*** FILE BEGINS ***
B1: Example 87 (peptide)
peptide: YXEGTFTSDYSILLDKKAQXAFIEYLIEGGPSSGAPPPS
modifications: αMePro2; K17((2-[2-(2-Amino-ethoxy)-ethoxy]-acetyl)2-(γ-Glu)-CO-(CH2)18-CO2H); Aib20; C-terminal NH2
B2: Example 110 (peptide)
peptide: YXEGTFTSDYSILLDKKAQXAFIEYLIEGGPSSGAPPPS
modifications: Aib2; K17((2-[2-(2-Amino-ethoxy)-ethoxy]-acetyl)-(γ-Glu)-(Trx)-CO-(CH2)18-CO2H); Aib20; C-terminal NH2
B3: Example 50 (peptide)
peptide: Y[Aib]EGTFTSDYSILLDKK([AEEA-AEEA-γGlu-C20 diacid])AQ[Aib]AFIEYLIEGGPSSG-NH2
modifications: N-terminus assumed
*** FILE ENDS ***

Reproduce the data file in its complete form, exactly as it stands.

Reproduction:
B1: Example 87 (peptide)
peptide: YXEGTFTSDYSILLDKKAQXAFIEYLIEGGPSSGAPPPS
modifications: αMePro2; K17((2-[2-(2-Amino-ethoxy)-ethoxy]-acetyl)2-(γ-Glu)-CO-(CH2)18-CO2H); Aib20; C-terminal NH2
B2: Example 110 (peptide)
peptide: YXEGTFTSDYSILLDKKAQXAFIEYLIEGGPSSGAPPPS
modifications: Aib2; K17((2-[2-(2-Amino-ethoxy)-ethoxy]-acetyl)-(γ-Glu)-(Trx)-CO-(CH2)18-CO2H); Aib20; C-terminal NH2
B3: Example 50 (peptide)
peptide: Y[Aib]EGTFTSDYSILLDKK([AEEA-AEEA-γGlu-C20 diacid])AQ[Aib]AFIEYLIEGGPSSG-NH2
modifications: N-terminus assumed